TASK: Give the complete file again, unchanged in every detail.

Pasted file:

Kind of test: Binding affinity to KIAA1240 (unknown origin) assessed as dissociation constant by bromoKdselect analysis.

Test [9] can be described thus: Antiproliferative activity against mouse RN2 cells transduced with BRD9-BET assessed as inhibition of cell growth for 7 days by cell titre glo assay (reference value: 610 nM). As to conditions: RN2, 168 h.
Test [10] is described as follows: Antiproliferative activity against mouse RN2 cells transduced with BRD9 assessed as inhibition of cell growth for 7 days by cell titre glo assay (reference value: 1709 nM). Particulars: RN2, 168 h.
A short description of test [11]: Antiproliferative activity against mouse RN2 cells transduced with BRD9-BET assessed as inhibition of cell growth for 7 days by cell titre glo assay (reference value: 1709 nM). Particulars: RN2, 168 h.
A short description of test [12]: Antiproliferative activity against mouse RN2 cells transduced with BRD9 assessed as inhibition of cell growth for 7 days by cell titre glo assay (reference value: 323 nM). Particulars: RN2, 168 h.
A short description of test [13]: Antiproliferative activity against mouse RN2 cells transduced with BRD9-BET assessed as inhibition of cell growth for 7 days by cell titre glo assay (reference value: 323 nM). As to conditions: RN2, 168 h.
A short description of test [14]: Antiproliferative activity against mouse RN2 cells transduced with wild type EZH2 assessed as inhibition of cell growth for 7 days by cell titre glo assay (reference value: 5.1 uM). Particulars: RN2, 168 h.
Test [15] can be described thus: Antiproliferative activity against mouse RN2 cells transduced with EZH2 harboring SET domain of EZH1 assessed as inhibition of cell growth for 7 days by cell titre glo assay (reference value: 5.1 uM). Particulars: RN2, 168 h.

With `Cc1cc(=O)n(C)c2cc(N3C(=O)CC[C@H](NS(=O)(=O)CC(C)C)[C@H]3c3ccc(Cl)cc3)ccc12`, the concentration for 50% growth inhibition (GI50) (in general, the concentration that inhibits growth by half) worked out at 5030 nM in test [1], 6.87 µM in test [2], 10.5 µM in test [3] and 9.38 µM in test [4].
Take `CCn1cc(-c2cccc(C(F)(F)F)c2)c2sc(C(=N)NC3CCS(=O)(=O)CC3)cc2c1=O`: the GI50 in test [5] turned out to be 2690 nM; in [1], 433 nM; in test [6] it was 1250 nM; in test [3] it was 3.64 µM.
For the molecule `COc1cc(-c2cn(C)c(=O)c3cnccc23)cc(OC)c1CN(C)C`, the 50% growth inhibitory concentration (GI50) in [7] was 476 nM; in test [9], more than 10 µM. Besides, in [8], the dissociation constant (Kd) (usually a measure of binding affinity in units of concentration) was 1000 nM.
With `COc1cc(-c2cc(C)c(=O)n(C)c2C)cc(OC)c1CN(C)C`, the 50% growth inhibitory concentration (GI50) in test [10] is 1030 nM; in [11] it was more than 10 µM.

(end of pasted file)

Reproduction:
Kind of test: Binding affinity to KIAA1240 (unknown origin) assessed as dissociation constant by bromoKdselect analysis.

Test [9] can be described thus: Antiproliferative activity against mouse RN2 cells transduced with BRD9-BET assessed as inhibition of cell growth for 7 days by cell titre glo assay (reference value: 610 nM). As to conditions: RN2, 168 h.
Test [10] is described as follows: Antiproliferative activity against mouse RN2 cells transduced with BRD9 assessed as inhibition of cell growth for 7 days by cell titre glo assay (reference value: 1709 nM). Particulars: RN2, 168 h.
A short description of test [11]: Antiproliferative activity against mouse RN2 cells transduced with BRD9-BET assessed as inhibition of cell growth for 7 days by cell titre glo assay (reference value: 1709 nM). Particulars: RN2, 168 h.
A short description of test [12]: Antiproliferative activity against mouse RN2 cells transduced with BRD9 assessed as inhibition of cell growth for 7 days by cell titre glo assay (reference value: 323 nM). Particulars: RN2, 168 h.
A short description of test [13]: Antiproliferative activity against mouse RN2 cells transduced with BRD9-BET assessed as inhibition of cell growth for 7 days by cell titre glo assay (reference value: 323 nM). As to conditions: RN2, 168 h.
A short description of test [14]: Antiproliferative activity against mouse RN2 cells transduced with wild type EZH2 assessed as inhibition of cell growth for 7 days by cell titre glo assay (reference value: 5.1 uM). Particulars: RN2, 168 h.
Test [15] can be described thus: Antiproliferative activity against mouse RN2 cells transduced with EZH2 harboring SET domain of EZH1 assessed as inhibition of cell growth for 7 days by cell titre glo assay (reference value: 5.1 uM). Particulars: RN2, 168 h.

With `Cc1cc(=O)n(C)c2cc(N3C(=O)CC[C@H](NS(=O)(=O)CC(C)C)[C@H]3c3ccc(Cl)cc3)ccc12`, the concentration for 50% growth inhibition (GI50) (in general, the concentration that inhibits growth by half) worked out at 5030 nM in test [1], 6.87 µM in test [2], 10.5 µM in test [3] and 9.38 µM in test [4].
Take `CCn1cc(-c2cccc(C(F)(F)F)c2)c2sc(C(=N)NC3CCS(=O)(=O)CC3)cc2c1=O`: the GI50 in test [5] turned out to be 2690 nM; in [1], 433 nM; in test [6] it was 1250 nM; in test [3] it was 3.64 µM.
For the molecule `COc1cc(-c2cn(C)c(=O)c3cnccc23)cc(OC)c1CN(C)C`, the 50% growth inhibitory concentration (GI50) in [7] was 476 nM; in test [9], more than 10 µM. Besides, in [8], the dissociation constant (Kd) (usually a measure of binding affinity in units of concentration) was 1000 nM.
With `COc1cc(-c2cc(C)c(=O)n(C)c2C)cc(OC)c1CN(C)C`, the 50% growth inhibitory concentration (GI50) in test [10] is 1030 nM; in [11] it was more than 10 µM.